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There are a variety of protein powders on the market today that serve a range of purposes for people seeking unique health benefits. Some protein powders are excellent for building muscle, while others are better for weight loss. Some are suitable for people with dietary restrictions who need supplements to meet their protein needs. Older individuals, those with illnesses, vegans, and vegetarians all may require supplementation. Most sources of protein powder are vegan-friendly, though there are a few that consist of animal products.

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Types of Protein Powder

Typically, protein powder comes in three forms: hydrolysates, concentrates, and isolates. Protein hydrolysates are the product of hydrolysis; the breakdown of the bonds between the amino acids that make up protein, caused by acids and enzymes, creates this form. Because the amino acids are smaller, the body can absorb hydrolysates more quickly. The production of protein concentrates uses heat and acids to extract protein from actual food. Protein concentrates are typically between 60 to 80 percent protein, with the rest being fats and carbs. Isolates have a similar production process, though there is an additional filtering step to remove a large portion of the fats and carbs, allowing for a product that is almost purely protein.

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Whey Protein

The most common protein powder is whey protein. Whey is the liquid that remains during cheese production after the milk has been curdled and strained. One of the benefits of whey is its high levels of branched-chain amino acids. Leucine promotes muscle growth and recovery, making whey protein ideal for muscle building, though some physicians also recommend it for weight loss. Whey is an animal product and it contains lactose, meaning that vegans and those with milk allergies should look to another protein powder.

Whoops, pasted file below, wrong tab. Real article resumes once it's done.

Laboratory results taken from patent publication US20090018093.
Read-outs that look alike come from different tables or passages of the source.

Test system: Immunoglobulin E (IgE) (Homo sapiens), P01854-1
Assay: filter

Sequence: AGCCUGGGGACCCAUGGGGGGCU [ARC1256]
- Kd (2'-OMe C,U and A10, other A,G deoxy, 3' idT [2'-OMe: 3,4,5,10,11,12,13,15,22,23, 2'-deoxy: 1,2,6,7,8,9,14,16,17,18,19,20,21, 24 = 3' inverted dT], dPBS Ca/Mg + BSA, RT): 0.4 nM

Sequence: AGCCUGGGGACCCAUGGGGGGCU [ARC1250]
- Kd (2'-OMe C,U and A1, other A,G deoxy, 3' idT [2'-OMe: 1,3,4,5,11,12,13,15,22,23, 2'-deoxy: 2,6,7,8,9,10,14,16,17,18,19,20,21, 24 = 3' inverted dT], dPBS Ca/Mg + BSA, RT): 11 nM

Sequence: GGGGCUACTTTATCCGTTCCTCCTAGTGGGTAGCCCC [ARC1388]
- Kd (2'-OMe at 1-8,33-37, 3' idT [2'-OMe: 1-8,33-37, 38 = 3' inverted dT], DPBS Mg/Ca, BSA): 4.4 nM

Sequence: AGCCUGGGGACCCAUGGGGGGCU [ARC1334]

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Casein Protein

Like whey protein, casein comes from milk. However, the body digests and absorbs casein much more slowly. Because casein is hydrophobic, it forms a gel-like substance in the stomach. The gel is able to slowly release amino acids into the stomach and bloodstream, providing nutrition for several hours after consumption. Typically, casein protein is better at building muscle than other protein powders, with the exception of whey protein powder. However, researchers of the Brigham and Women’s Hospital found in one study that if a person is on a diet that restricts caloric intake, casein protein powder may edge out whey.

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Egg Protein

Many people know that eggs are high in protein and excel at satiating appetites. The production of egg protein powders strains out the yolks to provide a product that is purely egg white. Egg protein has the second highest-levels of leucine available in protein powders, with only whey containing more. This makes egg protein powders ideal for people with milk allergies who still wish to build muscle mass.

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Soy Protein